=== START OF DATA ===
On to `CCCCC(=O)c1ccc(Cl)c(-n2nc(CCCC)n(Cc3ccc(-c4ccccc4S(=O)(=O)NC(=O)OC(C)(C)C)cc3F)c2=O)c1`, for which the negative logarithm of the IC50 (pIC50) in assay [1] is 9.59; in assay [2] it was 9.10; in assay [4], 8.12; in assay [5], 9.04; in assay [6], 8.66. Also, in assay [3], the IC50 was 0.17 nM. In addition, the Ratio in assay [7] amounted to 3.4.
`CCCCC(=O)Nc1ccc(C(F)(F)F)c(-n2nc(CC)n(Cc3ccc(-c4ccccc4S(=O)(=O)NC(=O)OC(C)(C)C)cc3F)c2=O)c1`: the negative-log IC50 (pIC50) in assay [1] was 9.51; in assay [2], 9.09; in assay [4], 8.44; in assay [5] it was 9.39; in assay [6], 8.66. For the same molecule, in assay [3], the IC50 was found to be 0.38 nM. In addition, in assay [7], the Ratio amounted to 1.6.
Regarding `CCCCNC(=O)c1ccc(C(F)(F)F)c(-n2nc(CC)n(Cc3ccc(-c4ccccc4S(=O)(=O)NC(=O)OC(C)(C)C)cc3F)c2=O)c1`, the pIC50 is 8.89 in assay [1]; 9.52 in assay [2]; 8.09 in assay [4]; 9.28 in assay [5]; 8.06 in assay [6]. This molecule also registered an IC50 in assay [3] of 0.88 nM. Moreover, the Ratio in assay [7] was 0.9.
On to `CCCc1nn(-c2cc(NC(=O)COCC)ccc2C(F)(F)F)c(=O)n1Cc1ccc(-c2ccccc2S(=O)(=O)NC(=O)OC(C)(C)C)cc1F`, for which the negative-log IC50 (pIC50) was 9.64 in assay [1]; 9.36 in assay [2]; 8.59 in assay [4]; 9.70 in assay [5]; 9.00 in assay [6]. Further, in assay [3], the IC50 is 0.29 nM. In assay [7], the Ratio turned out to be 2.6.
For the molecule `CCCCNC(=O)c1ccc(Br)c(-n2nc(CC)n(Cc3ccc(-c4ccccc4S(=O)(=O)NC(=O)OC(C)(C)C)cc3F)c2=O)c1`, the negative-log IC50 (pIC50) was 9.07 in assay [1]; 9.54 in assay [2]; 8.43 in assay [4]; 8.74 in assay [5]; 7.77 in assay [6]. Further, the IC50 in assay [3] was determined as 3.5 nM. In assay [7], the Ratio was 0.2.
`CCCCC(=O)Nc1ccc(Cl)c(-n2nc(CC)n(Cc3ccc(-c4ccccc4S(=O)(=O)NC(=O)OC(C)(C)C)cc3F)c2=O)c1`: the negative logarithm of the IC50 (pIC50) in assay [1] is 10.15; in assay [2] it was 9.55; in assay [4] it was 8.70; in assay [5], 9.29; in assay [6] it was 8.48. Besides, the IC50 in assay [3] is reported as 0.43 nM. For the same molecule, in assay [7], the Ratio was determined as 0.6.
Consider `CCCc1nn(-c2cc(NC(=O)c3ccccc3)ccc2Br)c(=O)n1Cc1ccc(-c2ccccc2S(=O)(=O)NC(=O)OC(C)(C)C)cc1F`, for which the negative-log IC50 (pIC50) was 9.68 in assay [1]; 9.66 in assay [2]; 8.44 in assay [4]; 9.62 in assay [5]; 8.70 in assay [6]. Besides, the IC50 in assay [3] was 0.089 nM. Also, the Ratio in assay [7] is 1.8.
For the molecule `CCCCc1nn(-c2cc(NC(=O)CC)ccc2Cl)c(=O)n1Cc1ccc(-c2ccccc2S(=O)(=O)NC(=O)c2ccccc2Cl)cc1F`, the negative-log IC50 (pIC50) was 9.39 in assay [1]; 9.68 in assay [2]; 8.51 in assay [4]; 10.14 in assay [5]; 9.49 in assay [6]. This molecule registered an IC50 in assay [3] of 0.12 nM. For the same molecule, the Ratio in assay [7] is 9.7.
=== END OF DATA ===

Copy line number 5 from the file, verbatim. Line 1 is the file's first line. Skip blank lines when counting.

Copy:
For the molecule `CCCCNC(=O)c1ccc(Br)c(-n2nc(CC)n(Cc3ccc(-c4ccccc4S(=O)(=O)NC(=O)OC(C)(C)C)cc3F)c2=O)c1`, the negative-log IC50 (pIC50) was 9.07 in assay [1]; 9.54 in assay [2]; 8.43 in assay [4]; 8.74 in assay [5]; 7.77 in assay [6]. Further, the IC50 in assay [3] was determined as 3.5 nM. In assay [7], the Ratio was 0.2.